...and they will likely fail. The issue is completely polluted by bad statistics, emotional argument, and improper comparison. By both sides of the debate.

    To a statistician and armchair observer, this is what makes it fascinating. The country cries out for the definitive answer that no one - no side of the debate - will give. I find it highly amusing.

    Some examples:

    Comparing America to any other country is not valid. Unlike other countries, America does not have good health care, which presents an overwhelming influence on the statistics. Fewer people die from guns in country X, but fewer people die from any cause in country X so don't form your opinion on that.

    Comparing America to England specifically will not work because the two countries count murders differently. In America a gunshot victim is either an accident, suicide, or murder. In England, it's not murder unless there's a trial and conviction. England has fewer gun murders than the US, but it's not relevant.

    Calling attention to a narrow, specific statistic will not work because it asks the wrong question. "If you own a gun you're more likely to shoot someone you know than an unknown assailant" is my favourite, but there are others: "...more likely to commit suicide by gun", "...more likely to accidentally shoot a family member", and so on. These are carefully-worded responses of the same nature as NSA denials: literally true and misleading.

    Any statistic statistic related to deaths or injuries won't work because it asks the wrong question. Guns have an influence on society and behaviour that goes beyond their actual use: disincentives for crime, for example.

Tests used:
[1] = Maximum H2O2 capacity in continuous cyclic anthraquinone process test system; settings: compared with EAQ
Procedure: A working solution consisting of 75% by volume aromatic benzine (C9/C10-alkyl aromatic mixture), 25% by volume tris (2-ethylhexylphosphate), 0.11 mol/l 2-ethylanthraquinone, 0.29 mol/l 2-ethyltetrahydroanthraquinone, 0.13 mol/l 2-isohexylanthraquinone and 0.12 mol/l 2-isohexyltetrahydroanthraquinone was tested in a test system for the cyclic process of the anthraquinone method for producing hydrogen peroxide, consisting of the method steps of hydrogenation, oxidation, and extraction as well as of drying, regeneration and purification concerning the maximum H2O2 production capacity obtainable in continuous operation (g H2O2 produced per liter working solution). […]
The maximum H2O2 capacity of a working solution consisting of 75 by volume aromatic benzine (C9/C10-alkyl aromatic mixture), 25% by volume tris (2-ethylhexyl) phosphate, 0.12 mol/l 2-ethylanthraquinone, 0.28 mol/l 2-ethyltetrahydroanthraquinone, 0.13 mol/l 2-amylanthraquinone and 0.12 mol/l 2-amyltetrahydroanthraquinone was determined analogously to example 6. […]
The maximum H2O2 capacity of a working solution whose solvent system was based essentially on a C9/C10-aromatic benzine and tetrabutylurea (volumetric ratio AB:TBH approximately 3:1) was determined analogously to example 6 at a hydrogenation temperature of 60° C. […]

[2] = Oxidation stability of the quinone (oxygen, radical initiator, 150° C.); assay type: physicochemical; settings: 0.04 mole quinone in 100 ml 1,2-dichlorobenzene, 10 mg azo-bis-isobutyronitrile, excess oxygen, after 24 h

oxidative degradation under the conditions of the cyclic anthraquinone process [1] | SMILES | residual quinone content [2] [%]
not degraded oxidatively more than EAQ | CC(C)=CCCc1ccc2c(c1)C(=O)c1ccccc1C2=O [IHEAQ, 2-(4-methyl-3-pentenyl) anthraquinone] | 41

Can you find the right question to ask?

    Once you have the right question, you can compare different sections within America to each other, and different European countries (with similar health care) to each other.

    When you do that, the evidence is strong and unambiguous... but I find the squabble and debate surrounding the issue Pythonesque, almost something that Franz Kafka would write.

    Fascinating. And highly amusing.

  • by EMG at MU ( 1194965 ) on Tuesday January 07, 2014 @02:45PM (#45889983)

    See, when you take guns away from normal people, you make gun violence SAFE for criminals. They wave their gun around without fear of getting shot.

    That is the result.

    Is that what you want?

    Do you think being in a gang in Chicago is safe? Do you really think an average joe is going to pull a gun on a gang member on the south side of Chicago? Do you know how gangs work? You kill one of them, they come and kill someone from your gang. Not in a gang? Even better, they just come kill you. "Normal" people aren't going to become RoboCop and stand up to criminals, that's suicide.